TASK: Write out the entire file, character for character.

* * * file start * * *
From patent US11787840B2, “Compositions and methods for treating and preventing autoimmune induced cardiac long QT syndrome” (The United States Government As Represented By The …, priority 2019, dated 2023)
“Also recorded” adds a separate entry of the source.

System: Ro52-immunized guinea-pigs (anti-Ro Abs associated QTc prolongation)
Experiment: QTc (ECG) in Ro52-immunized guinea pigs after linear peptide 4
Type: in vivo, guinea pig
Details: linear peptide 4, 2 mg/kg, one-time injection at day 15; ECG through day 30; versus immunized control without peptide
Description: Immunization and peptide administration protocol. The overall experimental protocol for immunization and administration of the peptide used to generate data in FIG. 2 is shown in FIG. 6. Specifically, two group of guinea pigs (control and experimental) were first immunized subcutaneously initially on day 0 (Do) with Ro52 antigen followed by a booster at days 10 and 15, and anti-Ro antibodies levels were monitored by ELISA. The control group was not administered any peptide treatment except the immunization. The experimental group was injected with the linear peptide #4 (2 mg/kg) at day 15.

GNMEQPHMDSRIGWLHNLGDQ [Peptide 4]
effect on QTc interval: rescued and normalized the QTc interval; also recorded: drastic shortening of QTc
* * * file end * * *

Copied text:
From patent US11787840B2, “Compositions and methods for treating and preventing autoimmune induced cardiac long QT syndrome” (The United States Government As Represented By The …, priority 2019, dated 2023)
“Also recorded” adds a separate entry of the source.

System: Ro52-immunized guinea-pigs (anti-Ro Abs associated QTc prolongation)
Experiment: QTc (ECG) in Ro52-immunized guinea pigs after linear peptide 4
Type: in vivo, guinea pig
Details: linear peptide 4, 2 mg/kg, one-time injection at day 15; ECG through day 30; versus immunized control without peptide
Description: Immunization and peptide administration protocol. The overall experimental protocol for immunization and administration of the peptide used to generate data in FIG. 2 is shown in FIG. 6. Specifically, two group of guinea pigs (control and experimental) were first immunized subcutaneously initially on day 0 (Do) with Ro52 antigen followed by a booster at days 10 and 15, and anti-Ro antibodies levels were monitored by ELISA. The control group was not administered any peptide treatment except the immunization. The experimental group was injected with the linear peptide #4 (2 mg/kg) at day 15.

GNMEQPHMDSRIGWLHNLGDQ [Peptide 4]
effect on QTc interval: rescued and normalized the QTc interval; also recorded: drastic shortening of QTc